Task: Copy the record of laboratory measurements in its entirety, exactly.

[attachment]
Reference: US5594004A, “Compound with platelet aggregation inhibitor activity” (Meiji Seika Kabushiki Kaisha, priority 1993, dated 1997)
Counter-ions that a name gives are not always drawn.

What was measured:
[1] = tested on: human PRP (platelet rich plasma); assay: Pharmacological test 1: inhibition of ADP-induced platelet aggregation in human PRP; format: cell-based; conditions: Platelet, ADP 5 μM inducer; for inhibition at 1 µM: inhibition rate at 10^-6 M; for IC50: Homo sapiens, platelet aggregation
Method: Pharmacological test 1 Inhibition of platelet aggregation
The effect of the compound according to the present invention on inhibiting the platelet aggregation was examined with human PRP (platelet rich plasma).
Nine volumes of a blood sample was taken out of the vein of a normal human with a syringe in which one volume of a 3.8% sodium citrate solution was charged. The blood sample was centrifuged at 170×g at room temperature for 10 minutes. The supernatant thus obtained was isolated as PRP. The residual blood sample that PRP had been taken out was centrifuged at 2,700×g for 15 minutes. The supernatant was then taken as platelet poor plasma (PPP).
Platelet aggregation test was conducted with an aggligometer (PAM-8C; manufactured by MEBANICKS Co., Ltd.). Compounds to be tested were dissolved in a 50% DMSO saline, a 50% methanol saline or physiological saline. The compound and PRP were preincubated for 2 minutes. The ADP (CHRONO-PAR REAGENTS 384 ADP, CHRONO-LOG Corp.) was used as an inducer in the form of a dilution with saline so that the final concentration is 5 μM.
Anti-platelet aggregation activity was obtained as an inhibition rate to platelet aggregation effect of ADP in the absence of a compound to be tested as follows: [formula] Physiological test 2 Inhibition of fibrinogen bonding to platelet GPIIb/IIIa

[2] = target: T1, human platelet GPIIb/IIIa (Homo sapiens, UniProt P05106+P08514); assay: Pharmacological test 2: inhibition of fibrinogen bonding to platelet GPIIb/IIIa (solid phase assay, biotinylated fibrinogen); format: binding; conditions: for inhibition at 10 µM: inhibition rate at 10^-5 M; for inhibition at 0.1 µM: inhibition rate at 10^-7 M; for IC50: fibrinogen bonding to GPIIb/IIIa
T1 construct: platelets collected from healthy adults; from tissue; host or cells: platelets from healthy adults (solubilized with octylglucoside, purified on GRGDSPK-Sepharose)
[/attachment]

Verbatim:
Reference: US5594004A, “Compound with platelet aggregation inhibitor activity” (Meiji Seika Kabushiki Kaisha, priority 1993, dated 1997)
Counter-ions that a name gives are not always drawn.

What was measured:
[1] = tested on: human PRP (platelet rich plasma); assay: Pharmacological test 1: inhibition of ADP-induced platelet aggregation in human PRP; format: cell-based; conditions: Platelet, ADP 5 μM inducer; for inhibition at 1 µM: inhibition rate at 10^-6 M; for IC50: Homo sapiens, platelet aggregation
Method: Pharmacological test 1 Inhibition of platelet aggregation
The effect of the compound according to the present invention on inhibiting the platelet aggregation was examined with human PRP (platelet rich plasma).
Nine volumes of a blood sample was taken out of the vein of a normal human with a syringe in which one volume of a 3.8% sodium citrate solution was charged. The blood sample was centrifuged at 170×g at room temperature for 10 minutes. The supernatant thus obtained was isolated as PRP. The residual blood sample that PRP had been taken out was centrifuged at 2,700×g for 15 minutes. The supernatant was then taken as platelet poor plasma (PPP).
Platelet aggregation test was conducted with an aggligometer (PAM-8C; manufactured by MEBANICKS Co., Ltd.). Compounds to be tested were dissolved in a 50% DMSO saline, a 50% methanol saline or physiological saline. The compound and PRP were preincubated for 2 minutes. The ADP (CHRONO-PAR REAGENTS 384 ADP, CHRONO-LOG Corp.) was used as an inducer in the form of a dilution with saline so that the final concentration is 5 μM.
Anti-platelet aggregation activity was obtained as an inhibition rate to platelet aggregation effect of ADP in the absence of a compound to be tested as follows: [formula] Physiological test 2 Inhibition of fibrinogen bonding to platelet GPIIb/IIIa

[2] = target: T1, human platelet GPIIb/IIIa (Homo sapiens, UniProt P05106+P08514); assay: Pharmacological test 2: inhibition of fibrinogen bonding to platelet GPIIb/IIIa (solid phase assay, biotinylated fibrinogen); format: binding; conditions: for inhibition at 10 µM: inhibition rate at 10^-5 M; for inhibition at 0.1 µM: inhibition rate at 10^-7 M; for IC50: fibrinogen bonding to GPIIb/IIIa
T1 construct: platelets collected from healthy adults; from tissue; host or cells: platelets from healthy adults (solubilized with octylglucoside, purified on GRGDSPK-Sepharose)